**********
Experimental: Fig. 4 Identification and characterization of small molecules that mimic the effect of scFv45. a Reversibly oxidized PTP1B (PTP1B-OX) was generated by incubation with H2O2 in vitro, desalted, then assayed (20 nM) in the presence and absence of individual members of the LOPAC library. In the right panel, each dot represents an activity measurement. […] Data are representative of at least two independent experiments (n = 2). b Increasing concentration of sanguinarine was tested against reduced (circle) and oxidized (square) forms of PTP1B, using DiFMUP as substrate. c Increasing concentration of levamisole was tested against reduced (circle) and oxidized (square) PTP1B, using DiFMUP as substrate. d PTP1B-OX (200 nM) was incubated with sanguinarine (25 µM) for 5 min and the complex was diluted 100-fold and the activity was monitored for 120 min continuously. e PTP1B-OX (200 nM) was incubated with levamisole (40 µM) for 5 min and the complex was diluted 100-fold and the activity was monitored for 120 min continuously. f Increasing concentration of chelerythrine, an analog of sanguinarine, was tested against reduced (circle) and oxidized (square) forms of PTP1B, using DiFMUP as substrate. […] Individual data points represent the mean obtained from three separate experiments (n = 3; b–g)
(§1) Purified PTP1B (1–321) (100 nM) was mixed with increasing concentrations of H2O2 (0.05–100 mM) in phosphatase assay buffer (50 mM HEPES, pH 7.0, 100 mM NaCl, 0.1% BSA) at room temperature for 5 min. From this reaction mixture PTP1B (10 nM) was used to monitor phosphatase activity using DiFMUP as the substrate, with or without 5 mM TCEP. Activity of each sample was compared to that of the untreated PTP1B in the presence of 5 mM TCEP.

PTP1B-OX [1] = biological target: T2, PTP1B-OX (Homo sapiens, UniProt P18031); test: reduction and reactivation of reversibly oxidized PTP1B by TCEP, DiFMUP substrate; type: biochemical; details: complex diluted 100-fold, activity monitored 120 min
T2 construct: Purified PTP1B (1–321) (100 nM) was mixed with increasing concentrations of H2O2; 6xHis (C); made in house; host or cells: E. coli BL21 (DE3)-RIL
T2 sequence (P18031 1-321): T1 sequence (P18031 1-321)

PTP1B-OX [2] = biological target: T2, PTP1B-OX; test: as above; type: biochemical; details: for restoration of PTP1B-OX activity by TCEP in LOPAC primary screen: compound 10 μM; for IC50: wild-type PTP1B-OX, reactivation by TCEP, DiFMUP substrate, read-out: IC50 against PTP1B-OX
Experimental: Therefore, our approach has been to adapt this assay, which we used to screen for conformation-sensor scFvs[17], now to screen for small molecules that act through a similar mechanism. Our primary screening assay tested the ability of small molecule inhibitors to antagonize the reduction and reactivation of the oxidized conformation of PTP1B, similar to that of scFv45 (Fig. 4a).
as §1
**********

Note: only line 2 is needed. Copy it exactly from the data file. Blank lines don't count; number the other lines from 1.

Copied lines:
(§1) Purified PTP1B (1–321) (100 nM) was mixed with increasing concentrations of H2O2 (0.05–100 mM) in phosphatase assay buffer (50 mM HEPES, pH 7.0, 100 mM NaCl, 0.1% BSA) at room temperature for 5 min. From this reaction mixture PTP1B (10 nM) was used to monitor phosphatase activity using DiFMUP as the substrate, with or without 5 mM TCEP. Activity of each sample was compared to that of the untreated PTP1B in the presence of 5 mM TCEP.